Civil rights groups urge reversal
of judge's definition of 'main line' church
By Jeremy Leaming
First Amendment Center
Civil rights groups are seeking
reversal of a judge's ruling that barred a divorced mother from taking
her daughter to a church that ministers to gays.
Last year a divorcing couple from
Wichita Falls, Texas, agreed to mutually decide the religious training
their 5-year-old daughter would receive. Lisa Michelle Goldberg, a Christian,
started taking her daughter to services and social activities at a Metropolitan
Community Church, a Protestant church that welcomes and ministers to gay
and lesbian Christians. Gary Michael Goldberg objected to the church and
asked a state judge to bar the mother from taking the child to its services.
In late April, District Court Judge
Keith Nelson ruled that the mother could not attend the Metropolitan church
with her daughter because it was not a "main line" church.
"The Court finds that it was the
intent of the parties at the time of the Mediation Agreement and the entry
of the Agreed Decree of Divorce that main line churches would be utilized
by the parties for the religious training of the child … and that such
main line churches would include the Catholic church, churches of the Protestant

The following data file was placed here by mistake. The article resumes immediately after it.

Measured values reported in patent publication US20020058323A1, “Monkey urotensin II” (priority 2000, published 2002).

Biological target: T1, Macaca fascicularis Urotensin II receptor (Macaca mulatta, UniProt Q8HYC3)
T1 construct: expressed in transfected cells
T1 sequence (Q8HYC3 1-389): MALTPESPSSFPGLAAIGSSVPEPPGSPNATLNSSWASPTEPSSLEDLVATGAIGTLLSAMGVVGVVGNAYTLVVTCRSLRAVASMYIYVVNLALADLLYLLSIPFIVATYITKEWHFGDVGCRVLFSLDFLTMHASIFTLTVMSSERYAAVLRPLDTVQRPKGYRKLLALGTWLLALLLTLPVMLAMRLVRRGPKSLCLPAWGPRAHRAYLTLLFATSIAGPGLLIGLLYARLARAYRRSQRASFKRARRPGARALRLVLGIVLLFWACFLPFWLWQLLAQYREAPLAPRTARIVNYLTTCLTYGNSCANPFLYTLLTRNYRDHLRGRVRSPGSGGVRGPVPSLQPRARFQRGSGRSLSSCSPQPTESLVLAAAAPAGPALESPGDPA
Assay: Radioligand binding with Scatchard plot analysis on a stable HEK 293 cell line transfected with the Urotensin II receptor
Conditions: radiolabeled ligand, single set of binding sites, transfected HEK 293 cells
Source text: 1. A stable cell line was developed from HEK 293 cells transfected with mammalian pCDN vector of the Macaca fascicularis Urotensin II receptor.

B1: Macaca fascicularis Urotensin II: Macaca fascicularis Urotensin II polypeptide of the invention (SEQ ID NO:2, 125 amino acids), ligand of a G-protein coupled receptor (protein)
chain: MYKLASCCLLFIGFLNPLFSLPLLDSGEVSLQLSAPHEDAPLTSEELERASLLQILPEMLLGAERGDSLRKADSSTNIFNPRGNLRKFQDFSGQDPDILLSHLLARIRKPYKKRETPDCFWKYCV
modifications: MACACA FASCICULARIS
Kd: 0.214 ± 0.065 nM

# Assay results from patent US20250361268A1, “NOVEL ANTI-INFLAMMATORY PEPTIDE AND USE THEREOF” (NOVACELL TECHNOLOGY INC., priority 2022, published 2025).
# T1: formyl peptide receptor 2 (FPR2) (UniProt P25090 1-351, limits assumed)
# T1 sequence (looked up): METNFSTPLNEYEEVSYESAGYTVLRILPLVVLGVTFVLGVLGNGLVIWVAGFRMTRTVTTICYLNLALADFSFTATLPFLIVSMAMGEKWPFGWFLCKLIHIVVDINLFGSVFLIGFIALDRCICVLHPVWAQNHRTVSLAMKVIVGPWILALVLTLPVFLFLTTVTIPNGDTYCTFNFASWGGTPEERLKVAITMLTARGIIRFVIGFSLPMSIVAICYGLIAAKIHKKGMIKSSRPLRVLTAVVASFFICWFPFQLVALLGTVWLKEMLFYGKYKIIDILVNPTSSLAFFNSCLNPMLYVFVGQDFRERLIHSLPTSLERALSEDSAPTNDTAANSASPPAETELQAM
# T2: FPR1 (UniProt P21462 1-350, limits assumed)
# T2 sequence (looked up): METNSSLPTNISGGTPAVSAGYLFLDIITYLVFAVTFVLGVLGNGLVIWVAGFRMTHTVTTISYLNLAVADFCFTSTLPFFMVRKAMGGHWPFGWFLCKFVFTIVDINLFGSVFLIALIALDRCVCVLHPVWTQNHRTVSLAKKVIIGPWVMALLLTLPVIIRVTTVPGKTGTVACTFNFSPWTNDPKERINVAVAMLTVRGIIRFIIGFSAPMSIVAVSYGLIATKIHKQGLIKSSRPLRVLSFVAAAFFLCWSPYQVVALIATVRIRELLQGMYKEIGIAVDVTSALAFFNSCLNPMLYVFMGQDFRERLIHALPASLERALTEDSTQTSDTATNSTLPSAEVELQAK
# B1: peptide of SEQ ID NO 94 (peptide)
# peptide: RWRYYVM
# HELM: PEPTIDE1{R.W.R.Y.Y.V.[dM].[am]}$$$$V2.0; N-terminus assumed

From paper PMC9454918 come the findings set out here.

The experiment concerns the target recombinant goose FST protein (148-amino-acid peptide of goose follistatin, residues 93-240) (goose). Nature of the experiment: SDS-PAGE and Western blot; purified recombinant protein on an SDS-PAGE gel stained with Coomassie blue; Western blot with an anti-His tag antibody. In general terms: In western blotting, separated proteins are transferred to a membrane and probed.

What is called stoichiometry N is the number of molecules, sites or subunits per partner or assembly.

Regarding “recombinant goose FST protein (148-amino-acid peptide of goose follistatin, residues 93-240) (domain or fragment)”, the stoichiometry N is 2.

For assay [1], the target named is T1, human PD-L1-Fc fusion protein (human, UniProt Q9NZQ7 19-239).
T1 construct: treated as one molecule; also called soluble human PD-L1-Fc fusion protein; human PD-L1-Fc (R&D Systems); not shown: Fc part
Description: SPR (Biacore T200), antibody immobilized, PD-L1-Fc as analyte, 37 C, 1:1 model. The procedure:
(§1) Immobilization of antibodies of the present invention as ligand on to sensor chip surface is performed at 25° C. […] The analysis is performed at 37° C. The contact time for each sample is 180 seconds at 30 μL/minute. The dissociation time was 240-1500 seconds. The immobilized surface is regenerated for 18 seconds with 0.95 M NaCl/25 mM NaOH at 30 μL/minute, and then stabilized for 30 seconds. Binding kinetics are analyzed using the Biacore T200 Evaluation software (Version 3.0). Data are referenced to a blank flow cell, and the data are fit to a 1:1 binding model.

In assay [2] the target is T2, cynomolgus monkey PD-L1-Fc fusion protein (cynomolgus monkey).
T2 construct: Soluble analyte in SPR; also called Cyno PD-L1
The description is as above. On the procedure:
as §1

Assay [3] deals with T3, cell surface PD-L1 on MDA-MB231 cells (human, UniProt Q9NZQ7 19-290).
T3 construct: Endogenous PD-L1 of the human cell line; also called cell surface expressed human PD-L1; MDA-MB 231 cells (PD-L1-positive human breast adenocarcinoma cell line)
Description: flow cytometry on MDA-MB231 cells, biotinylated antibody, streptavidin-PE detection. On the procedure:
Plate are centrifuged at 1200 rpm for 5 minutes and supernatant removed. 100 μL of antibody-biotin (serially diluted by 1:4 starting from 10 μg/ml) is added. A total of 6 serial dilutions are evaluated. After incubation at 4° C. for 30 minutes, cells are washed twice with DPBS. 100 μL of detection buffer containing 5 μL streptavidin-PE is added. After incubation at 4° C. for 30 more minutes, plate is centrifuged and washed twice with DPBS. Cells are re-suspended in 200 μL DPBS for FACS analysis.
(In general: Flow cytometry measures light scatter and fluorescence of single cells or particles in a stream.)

faith, such as Presbyterian, Methodist, Baptist, Christian, Episcopalian,
and the like, as well as the Jewish Synagogue would be included," Nelson
wrote. "The Court finds that the Metropolitan Church at Wichita Falls does
not fall within this category."
On Sept. 1, several national civil
rights groups, including the American Civil Liberties Union, People for
the American Way and Americans United for Separation of Church and State,
filed a friend-of-the-court brief with the 2nd District Texas Court of
Appeals urging it to reverse Nelson's order on religious-liberty grounds.
The groups argue that the judge's
ruling violated the establishment clause of the First Amendment and the
mother's free exercise of religion.
"In judging certain churches to
be 'main line,' or orthodox, and ruling that the Metropolitan Community
Church did not deserve this governmental imprimatur, the trial court violated
the Establishment Clause," the groups argued in their 27-page brief. The
establishment clause they said, "requires absolute government neutrality
toward all religious denominations, prevents the state from favoring or
disfavoring any religion, and prohibits government evaluation of religious
Determining which religions are
mainstream leaves a court far from being neutral toward religion, the groups
argued. "Instead, determining whether a church is 'main line' requires
religiously value-laden judgments about the propriety and orthodoxy of
church doctrine, the extent to which church teachings reflect those embraced
by religious majorities in our culture, and the historical pedigree of
the church in question."
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